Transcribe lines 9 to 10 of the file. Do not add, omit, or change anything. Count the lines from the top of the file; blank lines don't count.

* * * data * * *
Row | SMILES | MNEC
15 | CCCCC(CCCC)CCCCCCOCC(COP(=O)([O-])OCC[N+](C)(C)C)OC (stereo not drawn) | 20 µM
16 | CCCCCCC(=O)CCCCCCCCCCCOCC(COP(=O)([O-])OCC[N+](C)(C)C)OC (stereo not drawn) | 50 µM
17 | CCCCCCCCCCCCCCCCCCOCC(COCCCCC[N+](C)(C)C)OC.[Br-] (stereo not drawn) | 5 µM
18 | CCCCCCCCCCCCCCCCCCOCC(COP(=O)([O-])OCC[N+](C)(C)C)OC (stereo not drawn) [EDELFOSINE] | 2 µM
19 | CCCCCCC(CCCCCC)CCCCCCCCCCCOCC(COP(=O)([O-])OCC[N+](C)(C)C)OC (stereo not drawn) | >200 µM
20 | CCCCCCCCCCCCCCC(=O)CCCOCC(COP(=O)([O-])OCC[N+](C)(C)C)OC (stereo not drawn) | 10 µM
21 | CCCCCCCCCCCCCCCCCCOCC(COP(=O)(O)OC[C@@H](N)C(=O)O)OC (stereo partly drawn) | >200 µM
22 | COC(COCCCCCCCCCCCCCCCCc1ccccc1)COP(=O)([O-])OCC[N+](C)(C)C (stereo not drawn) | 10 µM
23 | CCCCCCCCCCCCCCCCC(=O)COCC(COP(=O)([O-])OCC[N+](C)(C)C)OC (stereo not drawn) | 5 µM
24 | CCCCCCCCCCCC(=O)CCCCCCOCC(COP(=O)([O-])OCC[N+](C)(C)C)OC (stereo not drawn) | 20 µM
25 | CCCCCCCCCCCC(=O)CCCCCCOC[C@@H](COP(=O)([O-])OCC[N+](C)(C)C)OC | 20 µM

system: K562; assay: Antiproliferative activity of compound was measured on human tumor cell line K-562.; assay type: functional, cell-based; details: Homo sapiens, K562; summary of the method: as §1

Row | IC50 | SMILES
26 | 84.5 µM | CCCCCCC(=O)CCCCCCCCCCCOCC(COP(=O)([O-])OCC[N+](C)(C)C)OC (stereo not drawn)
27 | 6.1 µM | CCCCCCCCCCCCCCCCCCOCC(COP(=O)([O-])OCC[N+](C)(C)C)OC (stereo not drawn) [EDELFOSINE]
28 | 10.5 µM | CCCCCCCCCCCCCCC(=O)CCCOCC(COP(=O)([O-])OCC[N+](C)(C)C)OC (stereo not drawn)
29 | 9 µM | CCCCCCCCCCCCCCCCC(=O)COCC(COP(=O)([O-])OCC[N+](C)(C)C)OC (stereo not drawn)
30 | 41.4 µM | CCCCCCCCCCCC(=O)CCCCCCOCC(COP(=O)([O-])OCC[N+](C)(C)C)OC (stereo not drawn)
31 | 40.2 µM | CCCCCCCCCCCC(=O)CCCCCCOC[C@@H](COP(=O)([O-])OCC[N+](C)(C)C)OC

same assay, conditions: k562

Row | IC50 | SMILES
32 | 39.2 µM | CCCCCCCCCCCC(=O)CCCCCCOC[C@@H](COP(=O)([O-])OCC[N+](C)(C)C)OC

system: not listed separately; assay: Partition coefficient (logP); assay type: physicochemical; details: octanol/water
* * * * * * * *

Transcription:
22 | COC(COCCCCCCCCCCCCCCCCc1ccccc1)COP(=O)([O-])OCC[N+](C)(C)C (stereo not drawn) | 10 µM
23 | CCCCCCCCCCCCCCCCC(=O)COCC(COP(=O)([O-])OCC[N+](C)(C)C)OC (stereo not drawn) | 5 µM